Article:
The United Nations Human Rights Committee is accusing Russian police and military forces of committing gross violations of human rights, including torture and rape, in Chechnya. During its three-week session, the committee, which monitors the implementation of the 1966 International Covenant on Civil and Political Rights, also examined reports submitted by several other countries, including Sri Lanka.
In its final conclusions, the 18-member committee criticizes the Russian government for doing little to improve the situation of women who, it says, continue to suffer from persistent inequality and domestic violence.
It also raises concerns about the large number of people trafficked for sexual and labor exploitation, and about measures taken by the government to muzzle the independent press.
But the committee saves its harshest criticism for what British legal expert Nigel Rodley calls "substantial problems in Chechnya."
"Extra-judicial executions, disappearances, torture and a whole range of crimes involving violations of human rights that seemed to have been perpetrated with impunity," he said. "We had in the delegation the person who was identified as the president of the Republic of Chechnya, and we have to say that his explanations of the situation there did not do anything there to dispel the committee's concern."
During the examination of Russia's report, the Russian-backed president of Chechnya said the reports the U.N. committee received from human rights organizations did not fully reflect reality, because they rarely mentioned acts committed by terrorist groups.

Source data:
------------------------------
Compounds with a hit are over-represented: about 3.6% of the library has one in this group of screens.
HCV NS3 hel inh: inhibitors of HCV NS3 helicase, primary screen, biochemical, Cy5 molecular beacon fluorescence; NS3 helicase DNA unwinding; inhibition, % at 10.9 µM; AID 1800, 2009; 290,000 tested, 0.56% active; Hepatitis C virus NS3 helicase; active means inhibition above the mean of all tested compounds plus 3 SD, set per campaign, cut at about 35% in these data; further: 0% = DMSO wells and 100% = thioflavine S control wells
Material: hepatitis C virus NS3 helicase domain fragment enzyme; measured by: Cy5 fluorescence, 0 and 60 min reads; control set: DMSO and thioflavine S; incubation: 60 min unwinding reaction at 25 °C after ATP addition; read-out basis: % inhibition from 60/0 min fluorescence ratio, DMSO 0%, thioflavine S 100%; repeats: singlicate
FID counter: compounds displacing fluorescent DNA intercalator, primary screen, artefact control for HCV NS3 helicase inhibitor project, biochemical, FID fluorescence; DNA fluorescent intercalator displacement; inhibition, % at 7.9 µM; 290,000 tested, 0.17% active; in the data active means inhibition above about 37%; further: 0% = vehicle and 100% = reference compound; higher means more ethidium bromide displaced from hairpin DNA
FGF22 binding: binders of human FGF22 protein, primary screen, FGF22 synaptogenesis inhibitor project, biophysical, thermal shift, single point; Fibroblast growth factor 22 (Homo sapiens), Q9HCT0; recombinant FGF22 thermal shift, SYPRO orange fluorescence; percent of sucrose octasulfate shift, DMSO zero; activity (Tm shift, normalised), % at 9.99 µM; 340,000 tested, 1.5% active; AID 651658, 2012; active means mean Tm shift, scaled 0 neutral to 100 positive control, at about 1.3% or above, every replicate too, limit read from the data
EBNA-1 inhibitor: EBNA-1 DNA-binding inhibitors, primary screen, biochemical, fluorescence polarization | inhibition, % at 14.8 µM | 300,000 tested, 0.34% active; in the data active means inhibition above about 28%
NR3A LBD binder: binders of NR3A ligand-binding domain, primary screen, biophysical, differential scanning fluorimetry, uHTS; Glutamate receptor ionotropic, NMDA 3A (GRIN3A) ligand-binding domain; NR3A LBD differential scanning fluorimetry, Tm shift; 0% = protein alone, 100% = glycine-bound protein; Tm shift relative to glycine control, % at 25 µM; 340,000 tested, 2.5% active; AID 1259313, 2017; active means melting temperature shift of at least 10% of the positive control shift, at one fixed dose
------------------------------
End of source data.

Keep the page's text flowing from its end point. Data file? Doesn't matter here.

The committee was not able to formally address the recent developments in Sri Lanka. But Mr. Rodley says the declaration of a State of Emergency in and of itself is not a violation of the Covenant on Civil and Political Rights. What is of concern, he says, are the measures taken during this period, which might lead to violations of human rights.
"Obviously, we have been very concerned, and you can tell this from our paragraphs nine and 10, very concerned about the security forces engaging in torture and disappearances and extra-judicial executions, especially during the armed conflict, which was the occasion of the previous State of Emergency," said Nigel Rodley. "And, so, obviously, antennae have to go up, when we hear the term State of Emergency in the case of Sri Lanka."
Mr. Rodley says the committee is not aware of any measures taken by the Sri Lankan government at this stage, which would be in breech of the Covenant.
However, he says, very few police or army officers charged with torture, abductions and other crimes committed during the last State of Emergency have been found guilty and punished.